THE great wind-scam keeps soaking up taxpayer and consumer dollars and blowing smoke. All much more reliably than the electricity flowing from those lazily turning windmills.
A company called Epuron yesterday announced a proposal to build Australia’s largest wind farm, near Broken Hill deep in western NSW.
“We are proceeding with this project on the assumption that the state and By federal governments will legislate in the interests of developing Australia’s renewable energy industries,” executive director of Epuron Martin Poole said yesterday.
Translated: wind power only works if governments mandate power companies HAVE to buy it AND its price is made competitive by artificially forcing up the price of good old coal power.
“This project alone could contribute 4.5 per cent of the total energy demands of NSW, supplying up to 400,000 homes with electricity,” Poole went on.
That’s supplying those 400,000 homes with electricity around 30 per cent of the time over a year.
The other 70 per cent of the time, the power will have to come from conventional power stations.
Or they can turn off their lights, or have them turned off for them.
All those turbines would also be supplying all those homes with ZERO electricity from time to time.
And guess what, those times could come at any time, and at the wind’s choosing not the power company or the consumer.
So if taxpayers and consumers spend $2 billion to build Epuron’s wind farm, they’d better be prepared to spend another $2 billion to build a real power station as a stand-by.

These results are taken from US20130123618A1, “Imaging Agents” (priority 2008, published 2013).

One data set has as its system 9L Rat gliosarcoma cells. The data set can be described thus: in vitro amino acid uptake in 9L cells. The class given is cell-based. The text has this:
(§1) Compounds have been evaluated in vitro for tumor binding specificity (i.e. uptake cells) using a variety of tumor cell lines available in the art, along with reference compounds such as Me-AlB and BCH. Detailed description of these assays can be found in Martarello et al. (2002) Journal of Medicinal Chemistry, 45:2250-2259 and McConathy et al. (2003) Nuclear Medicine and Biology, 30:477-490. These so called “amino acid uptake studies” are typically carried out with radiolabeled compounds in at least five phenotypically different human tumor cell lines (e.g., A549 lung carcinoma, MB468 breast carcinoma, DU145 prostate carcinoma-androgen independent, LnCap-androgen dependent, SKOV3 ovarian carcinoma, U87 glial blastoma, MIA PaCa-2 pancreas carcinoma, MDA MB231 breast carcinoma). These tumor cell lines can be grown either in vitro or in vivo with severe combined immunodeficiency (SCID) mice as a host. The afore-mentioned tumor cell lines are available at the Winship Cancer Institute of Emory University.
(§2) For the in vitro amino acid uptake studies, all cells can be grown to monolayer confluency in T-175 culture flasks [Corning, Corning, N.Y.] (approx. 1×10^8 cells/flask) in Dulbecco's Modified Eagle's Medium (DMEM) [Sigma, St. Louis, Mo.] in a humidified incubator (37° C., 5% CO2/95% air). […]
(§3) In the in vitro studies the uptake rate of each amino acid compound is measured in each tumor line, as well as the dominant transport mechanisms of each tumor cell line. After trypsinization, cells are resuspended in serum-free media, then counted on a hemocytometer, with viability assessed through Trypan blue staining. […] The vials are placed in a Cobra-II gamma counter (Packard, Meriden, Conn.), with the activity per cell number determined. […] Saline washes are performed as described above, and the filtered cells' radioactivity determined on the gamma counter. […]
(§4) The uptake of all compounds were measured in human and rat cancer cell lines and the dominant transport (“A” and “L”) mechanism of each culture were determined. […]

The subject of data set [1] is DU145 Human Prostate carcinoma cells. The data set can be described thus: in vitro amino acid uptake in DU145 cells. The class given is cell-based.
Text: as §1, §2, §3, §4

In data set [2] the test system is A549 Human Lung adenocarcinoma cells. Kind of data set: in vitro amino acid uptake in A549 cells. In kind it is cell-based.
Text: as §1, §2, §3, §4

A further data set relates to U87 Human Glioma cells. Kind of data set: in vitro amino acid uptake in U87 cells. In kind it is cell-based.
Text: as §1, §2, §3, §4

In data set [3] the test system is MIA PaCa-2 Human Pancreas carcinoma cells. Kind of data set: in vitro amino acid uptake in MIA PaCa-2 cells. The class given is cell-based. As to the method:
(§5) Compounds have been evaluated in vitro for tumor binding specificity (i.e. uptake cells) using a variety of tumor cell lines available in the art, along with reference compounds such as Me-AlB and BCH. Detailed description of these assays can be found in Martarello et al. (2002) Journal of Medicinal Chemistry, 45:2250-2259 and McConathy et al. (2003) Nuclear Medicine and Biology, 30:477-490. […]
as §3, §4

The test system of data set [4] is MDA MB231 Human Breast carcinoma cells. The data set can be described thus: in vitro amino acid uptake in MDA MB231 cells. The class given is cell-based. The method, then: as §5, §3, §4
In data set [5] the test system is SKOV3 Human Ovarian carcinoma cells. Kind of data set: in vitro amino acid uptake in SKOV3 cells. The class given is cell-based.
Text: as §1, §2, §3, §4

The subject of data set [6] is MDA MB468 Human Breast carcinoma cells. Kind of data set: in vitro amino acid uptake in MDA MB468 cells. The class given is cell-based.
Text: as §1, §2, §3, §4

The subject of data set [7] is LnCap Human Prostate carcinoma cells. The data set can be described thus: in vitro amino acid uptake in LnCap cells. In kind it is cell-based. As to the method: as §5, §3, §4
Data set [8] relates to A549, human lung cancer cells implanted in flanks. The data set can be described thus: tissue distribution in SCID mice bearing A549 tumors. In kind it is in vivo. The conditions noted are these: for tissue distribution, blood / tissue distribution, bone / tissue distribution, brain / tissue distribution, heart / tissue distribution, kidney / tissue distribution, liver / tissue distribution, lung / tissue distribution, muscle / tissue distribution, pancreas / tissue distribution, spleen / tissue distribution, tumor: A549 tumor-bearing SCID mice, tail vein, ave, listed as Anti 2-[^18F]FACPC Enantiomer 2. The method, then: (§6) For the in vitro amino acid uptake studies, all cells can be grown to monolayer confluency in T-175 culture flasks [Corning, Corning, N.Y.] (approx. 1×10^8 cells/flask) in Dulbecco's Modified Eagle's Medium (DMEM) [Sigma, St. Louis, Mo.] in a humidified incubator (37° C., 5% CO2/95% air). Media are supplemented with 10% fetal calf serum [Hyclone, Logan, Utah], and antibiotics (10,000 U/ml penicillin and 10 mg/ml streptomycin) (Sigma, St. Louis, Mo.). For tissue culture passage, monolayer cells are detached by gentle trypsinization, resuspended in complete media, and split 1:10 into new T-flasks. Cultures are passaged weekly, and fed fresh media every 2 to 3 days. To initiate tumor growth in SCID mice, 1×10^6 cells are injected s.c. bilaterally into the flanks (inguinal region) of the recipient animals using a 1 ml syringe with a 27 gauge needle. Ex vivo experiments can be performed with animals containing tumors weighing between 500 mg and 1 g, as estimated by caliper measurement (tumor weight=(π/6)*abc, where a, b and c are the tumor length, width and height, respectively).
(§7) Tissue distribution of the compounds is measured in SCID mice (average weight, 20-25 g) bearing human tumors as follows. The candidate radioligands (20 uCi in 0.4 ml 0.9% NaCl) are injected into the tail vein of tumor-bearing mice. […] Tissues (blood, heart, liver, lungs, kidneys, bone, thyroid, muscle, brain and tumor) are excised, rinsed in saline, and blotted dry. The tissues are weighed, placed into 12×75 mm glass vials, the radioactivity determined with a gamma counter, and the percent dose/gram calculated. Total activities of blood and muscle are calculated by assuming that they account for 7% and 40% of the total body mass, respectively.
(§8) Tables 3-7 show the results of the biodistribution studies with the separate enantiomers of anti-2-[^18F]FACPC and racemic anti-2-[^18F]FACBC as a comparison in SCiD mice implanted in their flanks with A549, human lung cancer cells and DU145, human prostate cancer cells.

It’d make more sense to build a gas-fired one; so it could be turned on only when the wind didn’t blow – and sit idle for the rest of the time.
Because if you built a stand-by coal station, it would have to be on ALL the time. You can’t just fire up the boilers the moment the wind stops blowing.
Now Poole’s colleague Andrew Durran made a series of ridiculous claims about wind in a three-page letter to the Owen inquiry into electricity in NSW back in June.
First that wind-power could supply 5000 to 10,000 megawatts of renewable energy in NSW by 2020.
As the wind would be blowing somewhere in NSW at any point in time, an extensive network would mean wind would provide reliable and dependable power. And so be considered “base-load power”, Durran claimed.
Well Germany has the biggest wind-power network in the world, with turbines all over the country.
As I detailed last month, the E.ON Netz grid taps wind farms with 7600MW of theoretical generating capacity – smack in the middle of Durran’s 2020 target.
As E.ON Netz disclosed in its latest report, from that entire entwork at a point in time it got as little as 8MW. Effectively zero. Some base-load.
Germany’s neighbour Denmark has the largest wind power generation as a share of total electricity in the world. At times it gets up to 50 per cent of its power from wind.
At other times, it gets zero. A cursory glance at the data shows one four-hour period where the entire wind output was running at less than 10MW. Another example 36 hours straight with wind operating at less than 100MW.
Their wind-meisters make similar glowing claims about the strength and reliability of Danish wind.
But when it don’t blow the power don’t flow. Denmark then turns to Norway, Sweden and Germany to keep its power flowing.
As I say, wind-meisters are much more reliable at blowing smoke. Thanks to climate hysteria, there’s a very big quid in doing that.
SO the Aussie’s poked its nose above US90¢.
It’s hard to see what’s going to stop it going back to parity for the first time since those distant days early in the 1980s when most of us had yet to hear of (or from) Paul Keating.
And how extraordinary when our deficits and foreign debt numbers might have pointed more to US50¢.
Which is also a useful reminder about trying to predict currencies. Predict “inevitable” parity and it could go straight on the escalator. Down.
That recognised, there are powerful forces sending the US dollar down. Generally against most currencies that are not pegged to it. Which could cause such pegs to snap, adding to the downward momentum.
And powerful separate forces pushing our dollar higher. Both of which look to have considerable momentum.
October 09, 2007
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